Interview with Project Landscape Architect Kathleen Dahill

Interview with Project Landscape Architect Kathleen Dahill 01-30-20

Although we may be deep in the heart of winter, the time is upon us to begin planning landscaping aesthetics of the areas in the immediate vicinity of the LIRR Expansion Project. One of the project goals is to improve the landscaping and visual elements of the areas where construction will be completed, especially stations. For example, as part of the Merillon Avenue Station Enhancement Project there will be new landscaping and vegetation featuring native ornamental shrubbery; west of the station platform, a row of mature pine trees is being preserved throughout construction, a commitment the Expansion Project made to the community during the planning process.

AModernLI chatted with Design-Build Contractor 3rd Track Constructor’s Landscape Architect, Kathleen Dahill, the LIRR Expansion Project’s go-to expert for all topics pertaining to plants and landscaping. She helped us dig up some intel on how and why we make certain project landscape choices.

AModernLI (AMLI): Tell us a little about yourself.
Kathleen Dahill (KD): I’ve been a landscape architect since 1999, and I’ve been working at Stantec, the design contractor for the Project, for almost 15 of those years. My specialty is tree protection and planting along transportation corridors.

AMLI: What does your work on the project involve?
KD: With support of the Project’s public outreach team, we spend a lot of time collaborating with representatives from neighboring communities to come up with plans for future landscaping that fits the aesthetics of each village and town. We then research, design, reiterate, reiterate some more and, when the time for planting comes, we work as a team to ensure everything goes smoothly.

Interview with Project Landscape Architect Kathleen Dahill 01-30-20

AMLI: Good to know it’s such a collaborative process. What takes priority when choosing certain plants for the design?
KD: We aim to provide clusters of native plants to create a rhythm of sizes and textures, seasonal color and interest, all while providing low maintenance, durable and sustainable landscaping. Our team is also making an effort to replace street trees that have been removed. In many cases we are replacing (with similar species, for example), the majestic oaks and maple trees that have thrived in the area.

AMLI: Seems like a lot of thought goes into choosing the right species. What do we stay away from?
KD: Anything with fruits, berries or seeds in high pedestrian areas or parking lots.

AMLI: Sorry, kids. Why is that?
KD: After talking with multiple communities’ Departments of Public Works (DPW), the conversations deepened our sensitivity to maintenance issues, like berries falling on sidewalks – they make a mess!

AMLI: What species do you typically like to use?
KD: Eastern Redbuds is a good example. They’re small trees native to eastern North America. They bear beautiful pink flowers in early spring, and their leaves are colorful throughout the rest of the year. With a hardy adaptability, the trees can survive in a range of site conditions, soil types and sun exposure levels – perfect for us here on Long Island!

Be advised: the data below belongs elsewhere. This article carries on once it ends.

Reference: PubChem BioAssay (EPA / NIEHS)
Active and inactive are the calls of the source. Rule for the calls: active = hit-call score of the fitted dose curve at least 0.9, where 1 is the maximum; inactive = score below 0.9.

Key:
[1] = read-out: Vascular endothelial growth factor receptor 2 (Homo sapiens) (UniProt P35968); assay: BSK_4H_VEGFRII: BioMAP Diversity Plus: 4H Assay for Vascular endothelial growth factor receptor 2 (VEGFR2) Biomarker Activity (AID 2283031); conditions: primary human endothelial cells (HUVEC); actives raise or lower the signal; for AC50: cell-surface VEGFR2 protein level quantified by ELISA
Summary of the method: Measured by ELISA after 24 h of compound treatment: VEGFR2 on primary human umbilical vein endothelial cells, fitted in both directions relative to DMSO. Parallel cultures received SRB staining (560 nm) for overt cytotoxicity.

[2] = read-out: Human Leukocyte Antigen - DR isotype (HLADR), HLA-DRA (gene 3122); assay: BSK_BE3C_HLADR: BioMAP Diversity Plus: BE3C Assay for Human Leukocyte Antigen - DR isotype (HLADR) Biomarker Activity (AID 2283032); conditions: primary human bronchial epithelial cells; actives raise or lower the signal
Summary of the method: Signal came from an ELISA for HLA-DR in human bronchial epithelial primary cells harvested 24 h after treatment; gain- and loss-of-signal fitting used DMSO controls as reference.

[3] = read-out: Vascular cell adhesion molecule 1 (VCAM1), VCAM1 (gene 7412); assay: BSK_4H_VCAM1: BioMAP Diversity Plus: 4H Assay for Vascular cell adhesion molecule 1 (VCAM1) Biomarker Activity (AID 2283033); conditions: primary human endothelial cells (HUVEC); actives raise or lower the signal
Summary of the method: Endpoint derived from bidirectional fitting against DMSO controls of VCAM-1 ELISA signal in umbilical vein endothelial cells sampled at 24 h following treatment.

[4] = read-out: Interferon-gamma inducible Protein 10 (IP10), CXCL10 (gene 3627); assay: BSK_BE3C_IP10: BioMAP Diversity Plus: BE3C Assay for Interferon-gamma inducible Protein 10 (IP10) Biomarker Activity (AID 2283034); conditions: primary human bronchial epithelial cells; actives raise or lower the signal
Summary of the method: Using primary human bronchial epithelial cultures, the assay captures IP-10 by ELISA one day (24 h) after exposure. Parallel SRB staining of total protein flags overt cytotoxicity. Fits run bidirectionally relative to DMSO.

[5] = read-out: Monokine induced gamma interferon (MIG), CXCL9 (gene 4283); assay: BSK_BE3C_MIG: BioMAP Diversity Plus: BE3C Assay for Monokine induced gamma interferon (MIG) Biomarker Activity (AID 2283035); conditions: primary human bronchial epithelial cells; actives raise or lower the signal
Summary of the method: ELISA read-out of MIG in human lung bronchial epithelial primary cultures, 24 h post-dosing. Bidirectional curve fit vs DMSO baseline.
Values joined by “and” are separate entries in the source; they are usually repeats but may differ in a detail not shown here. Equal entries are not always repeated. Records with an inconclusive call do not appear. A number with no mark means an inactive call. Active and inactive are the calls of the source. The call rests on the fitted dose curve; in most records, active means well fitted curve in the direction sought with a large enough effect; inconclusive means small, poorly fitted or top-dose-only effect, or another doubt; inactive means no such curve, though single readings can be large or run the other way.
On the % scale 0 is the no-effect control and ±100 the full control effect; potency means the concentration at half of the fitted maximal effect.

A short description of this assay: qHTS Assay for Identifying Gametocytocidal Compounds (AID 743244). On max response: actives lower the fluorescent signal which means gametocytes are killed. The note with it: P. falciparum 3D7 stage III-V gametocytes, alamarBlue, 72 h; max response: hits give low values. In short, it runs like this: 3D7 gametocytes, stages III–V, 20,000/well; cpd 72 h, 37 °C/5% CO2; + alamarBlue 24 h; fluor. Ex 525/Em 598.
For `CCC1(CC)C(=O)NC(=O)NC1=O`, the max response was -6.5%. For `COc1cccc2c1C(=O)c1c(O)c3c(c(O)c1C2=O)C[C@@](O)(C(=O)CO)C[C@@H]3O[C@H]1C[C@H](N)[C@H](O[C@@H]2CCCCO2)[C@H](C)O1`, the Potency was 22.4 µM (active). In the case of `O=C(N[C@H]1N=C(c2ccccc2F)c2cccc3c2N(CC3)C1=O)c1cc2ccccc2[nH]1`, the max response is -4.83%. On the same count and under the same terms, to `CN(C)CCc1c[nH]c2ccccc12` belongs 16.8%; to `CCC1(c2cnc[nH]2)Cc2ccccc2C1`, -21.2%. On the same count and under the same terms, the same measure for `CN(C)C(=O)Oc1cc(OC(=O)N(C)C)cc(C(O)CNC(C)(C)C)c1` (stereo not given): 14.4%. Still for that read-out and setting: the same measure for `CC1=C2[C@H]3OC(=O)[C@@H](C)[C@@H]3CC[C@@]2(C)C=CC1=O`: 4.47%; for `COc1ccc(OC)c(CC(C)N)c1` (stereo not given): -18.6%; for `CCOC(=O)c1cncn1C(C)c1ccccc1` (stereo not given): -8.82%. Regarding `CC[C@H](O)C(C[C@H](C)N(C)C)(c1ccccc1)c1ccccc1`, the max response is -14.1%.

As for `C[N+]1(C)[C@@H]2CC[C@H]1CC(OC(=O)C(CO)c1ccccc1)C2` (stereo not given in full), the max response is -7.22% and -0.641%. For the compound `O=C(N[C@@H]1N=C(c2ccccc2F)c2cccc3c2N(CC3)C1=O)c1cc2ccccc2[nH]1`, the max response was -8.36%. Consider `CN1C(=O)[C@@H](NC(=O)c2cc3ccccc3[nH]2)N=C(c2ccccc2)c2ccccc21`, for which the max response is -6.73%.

AMLI: What site is getting these Redbuds?
KD: We’ll add a few Redbuds at the Intermodal Plaza in Mineola, specifically by the station house area. Since the space is tight, we’re looking to place tree grates, instead of plant beds. Unfortunately, the cedar trees at the station house will be removed, as they’re in poor health, but one cherry tree will remain.

AMLI: Any other trees?
KD: We’re looking into the Ivory Silk Japanese Tree Lilac. As the name suggests, they’re not native, but currently present in Mineola, so we’re considering continuing that theme. We’re working to hear the community’s feedback on this idea.
Unfortunately, the new trees at the station house will not be planted for multiple reasons. But the good news is that the MTA Arts & Design and LIRR have selected Mineola Station for a sculpture to be installed within the plaza area south of the station building.

AMLI: Sounds pretty! What other landscaping projects do we have going on in the project corridor?
KD: We’ve been working with the Village of Westbury to develop a landscaping plan, and I’ve reviewed the Westbury Downtown Revitalization Initiative report to make sure we’re consistent with the Village’s goals and intentions. Since there’s a lot of wall construction along the LIRR right-of-way as part of the project, we’re thinking of planting a combination of evergreen trees, shade and ornamental trees, and shrub masses, to create a natural barrier between the walls and the community. This will provide rhythmic patterns, seasonal interest and sustainability of plant materials along the wall corridors.

The construction of a third track from Floral Park to Hicksville will reduce train congestion and delays and enable true bi-directional service during peak hours with a more reliable rail network. This transformative work includes several related projects, including accessibility improvements, the removal of eight street-level grade crossings, the construction of parking garages, the installation of retaining and sound walls and improvements to rail bridges. Construction is being managed to minimize the impact on daily routines, with extensive mitigation and public outreach efforts in local communities. For more information please visit the LIRR Expansion Project Floral Park to Hicksville project page on